• No earlier than six months before the expiry of an SPC, the making of a protected active pharmaceutical ingredient or a medicinal product containing that ingredient will be exempted if it is done for purposes of stockpiling and preparing a market entry that shall occur in the European Union immediately after expiry of the SPC.

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In order to prevent abuse of these exemptions, certain requirements must be met. The manufacturer must notify the SPC holder and the competent patent office of the respective EU country in which the manufacturing is to take place, no later than either (1) three months before the start of the manufacturing in that country, or (2) three months before the first related act, prior to that manufacturing, that would otherwise be prohibited by the protection conferred by a SPC, which-ever is earlier. The notification to the patent office must be made using a standard form predefined by the Regulation. The prior notification shall enable the SPC holder to verify whether the manufacturer has complied with the requirements of the Regulation, and to initiate legal proceedings for non-compliance where applicable.

The notification also helps the SPC holder to monitor the market for potentially infringing products. However, a notification only three months in advance could prove to be too short for an SPC holder to effectively obtain injunctive relief against any infringements. Courts in Germany have been known to grant preliminary injunctions in generics cases ex parte (without an oral hearing) and within days, but the same cannot be said about courts in all EU countries..

Originators are therefore well advised to monitor the market carefully, in order to seek legal protection where needed.

Another requirement of the new SPC manufacturing waiver is that active pharmaceutical ingredients, or medicinal products containing those ingredients, which are manufactured for exporting need to be labelled accordingly. The Regulation defines a respective “EU export” label. This logo must be affixed to the outer packaging of the product and, where feasible, to its immediate pack-aging. This requirement shall reduce the risk of such products being re-imported into EU countries.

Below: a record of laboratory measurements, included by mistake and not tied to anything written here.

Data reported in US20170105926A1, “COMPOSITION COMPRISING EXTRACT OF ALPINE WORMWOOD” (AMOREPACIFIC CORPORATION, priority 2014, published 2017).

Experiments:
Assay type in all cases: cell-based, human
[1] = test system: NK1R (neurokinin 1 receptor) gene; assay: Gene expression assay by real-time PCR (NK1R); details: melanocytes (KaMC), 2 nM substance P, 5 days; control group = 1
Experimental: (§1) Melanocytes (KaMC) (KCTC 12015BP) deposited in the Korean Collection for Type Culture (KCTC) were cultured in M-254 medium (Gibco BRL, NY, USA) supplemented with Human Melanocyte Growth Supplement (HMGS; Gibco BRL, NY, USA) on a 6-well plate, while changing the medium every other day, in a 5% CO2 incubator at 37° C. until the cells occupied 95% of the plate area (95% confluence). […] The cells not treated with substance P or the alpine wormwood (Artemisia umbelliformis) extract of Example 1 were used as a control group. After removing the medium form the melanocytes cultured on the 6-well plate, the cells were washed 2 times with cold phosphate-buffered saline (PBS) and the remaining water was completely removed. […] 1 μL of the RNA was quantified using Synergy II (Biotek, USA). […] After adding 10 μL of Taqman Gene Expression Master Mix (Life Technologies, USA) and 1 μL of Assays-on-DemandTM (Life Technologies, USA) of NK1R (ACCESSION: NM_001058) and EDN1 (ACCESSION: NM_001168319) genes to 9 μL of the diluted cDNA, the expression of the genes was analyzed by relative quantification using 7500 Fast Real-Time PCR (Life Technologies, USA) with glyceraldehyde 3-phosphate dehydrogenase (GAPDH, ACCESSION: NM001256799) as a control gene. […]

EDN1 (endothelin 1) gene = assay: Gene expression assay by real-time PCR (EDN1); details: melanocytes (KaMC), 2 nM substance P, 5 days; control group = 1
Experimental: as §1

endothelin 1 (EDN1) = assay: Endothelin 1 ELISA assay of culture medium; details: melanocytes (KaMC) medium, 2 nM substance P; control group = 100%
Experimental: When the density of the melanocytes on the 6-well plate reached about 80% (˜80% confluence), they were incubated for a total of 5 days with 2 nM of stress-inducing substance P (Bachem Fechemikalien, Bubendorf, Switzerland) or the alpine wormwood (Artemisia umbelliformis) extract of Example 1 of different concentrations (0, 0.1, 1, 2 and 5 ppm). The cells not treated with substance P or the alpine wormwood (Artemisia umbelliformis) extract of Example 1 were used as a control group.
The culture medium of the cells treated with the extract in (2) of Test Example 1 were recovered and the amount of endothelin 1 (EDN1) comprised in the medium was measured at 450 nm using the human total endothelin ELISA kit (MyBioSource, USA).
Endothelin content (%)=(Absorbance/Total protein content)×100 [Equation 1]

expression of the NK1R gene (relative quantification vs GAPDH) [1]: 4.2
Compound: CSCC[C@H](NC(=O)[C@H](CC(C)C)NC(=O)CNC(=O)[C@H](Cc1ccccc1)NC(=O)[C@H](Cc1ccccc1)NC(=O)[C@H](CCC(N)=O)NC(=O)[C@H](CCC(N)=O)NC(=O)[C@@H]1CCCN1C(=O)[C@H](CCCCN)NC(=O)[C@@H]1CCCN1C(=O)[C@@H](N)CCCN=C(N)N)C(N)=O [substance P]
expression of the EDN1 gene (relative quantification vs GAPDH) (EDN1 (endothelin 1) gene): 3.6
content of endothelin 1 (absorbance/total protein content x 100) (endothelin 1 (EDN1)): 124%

The maker also must ensure, through appropriate and documented means, that any person with whom the maker has a contractual relationship and who performs acts for which an exemption applies is fully informed that those acts are exempted under the new Regulation; that certain requirements apply and must be fulfilled; and that the placing on the market, importing or re-importing of the active pharmaceutical ingredient, or the medicinal product containing that ingredient, in the European Union could infringe the respective SPC where, and for as long as, that SPC if in force and the new exemptions do not apply.

Finally, the new exemptions do not apply to any act or activity carried out for the import of active pharmaceutical ingredients or medicinal products into the European Union merely for the purpose of repackaging, re-exporting or storing.

Should the manufacturer not comply with its obligation to provide, for medicinal products to be ex-ported to third countries, the reference number of the marketing authorisation in each third country of export, as soon as that reference number is publicly available, this non-compliance will affect exports to the relevant third country only. Exports to that country will not benefit from the new exemption.

The transitional regime of the Regulation is structured as follows: The exemptions will apply to all SPCs that are applied for on or after 1 July 2019. The exemptions will also apply to SPCs that have been applied for before 1 July 2019 and that take effect on or after that date, but in these cases the exemptions will apply from 2 July 2022 only. In contrast, the exemptions will not apply at all to SPCs that took effect before 1 July 2019. Given this transitional regime, it may take some time before we see the new exemptions in action.

© 2021 McDermott Will & EmeryNational Law Review, Volume IX, Number 196

About this Author

Henrik Holzapfel, patent attorney, Dusseldorf, Germany, McDermott Law Firm

Dr. Henrik Holzapfel advises on all aspects of intellectual property law. He focuses on litigating patents, including the enforcement of patents essential to industry standards and FRAND defenses. Henrik also has extensive experience in litigating trade secret matters. Other areas of his practice include advising on IP licensing agreements, including advice on European competition law, drafting R&D agreements and advising on employees’ inventions. Henrik’s clients represent a wide variety of industries such as IT, pharmaceutical, biotech, medical devices, chemicals,...

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Christian Dölling focusses his practice on IP Litigation. Previously, Christian worked at a range of international law firms where he gained exposure to a variety of areas which include public law, environmental, planning, regulation, and corporate M&A.